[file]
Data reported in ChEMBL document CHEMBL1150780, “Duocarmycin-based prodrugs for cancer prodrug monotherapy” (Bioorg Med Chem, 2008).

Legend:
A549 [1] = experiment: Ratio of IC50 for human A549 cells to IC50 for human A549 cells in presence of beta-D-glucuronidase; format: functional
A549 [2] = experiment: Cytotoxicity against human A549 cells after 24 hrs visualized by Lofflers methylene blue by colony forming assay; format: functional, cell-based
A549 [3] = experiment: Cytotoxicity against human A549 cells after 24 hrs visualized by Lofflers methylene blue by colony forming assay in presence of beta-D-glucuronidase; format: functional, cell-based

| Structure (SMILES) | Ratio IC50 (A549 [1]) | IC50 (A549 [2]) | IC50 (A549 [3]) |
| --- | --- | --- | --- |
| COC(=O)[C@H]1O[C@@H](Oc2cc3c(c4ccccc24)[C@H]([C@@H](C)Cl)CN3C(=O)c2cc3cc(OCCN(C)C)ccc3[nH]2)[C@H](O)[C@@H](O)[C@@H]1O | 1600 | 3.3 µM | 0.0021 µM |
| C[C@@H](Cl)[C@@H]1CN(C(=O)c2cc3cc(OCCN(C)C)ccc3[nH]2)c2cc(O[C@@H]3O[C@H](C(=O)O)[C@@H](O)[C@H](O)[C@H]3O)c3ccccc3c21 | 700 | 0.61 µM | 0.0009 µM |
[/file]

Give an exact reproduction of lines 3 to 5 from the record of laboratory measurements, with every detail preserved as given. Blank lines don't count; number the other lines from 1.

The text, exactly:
A549 [1] = experiment: Ratio of IC50 for human A549 cells to IC50 for human A549 cells in presence of beta-D-glucuronidase; format: functional
A549 [2] = experiment: Cytotoxicity against human A549 cells after 24 hrs visualized by Lofflers methylene blue by colony forming assay; format: functional, cell-based
A549 [3] = experiment: Cytotoxicity against human A549 cells after 24 hrs visualized by Lofflers methylene blue by colony forming assay in presence of beta-D-glucuronidase; format: functional, cell-based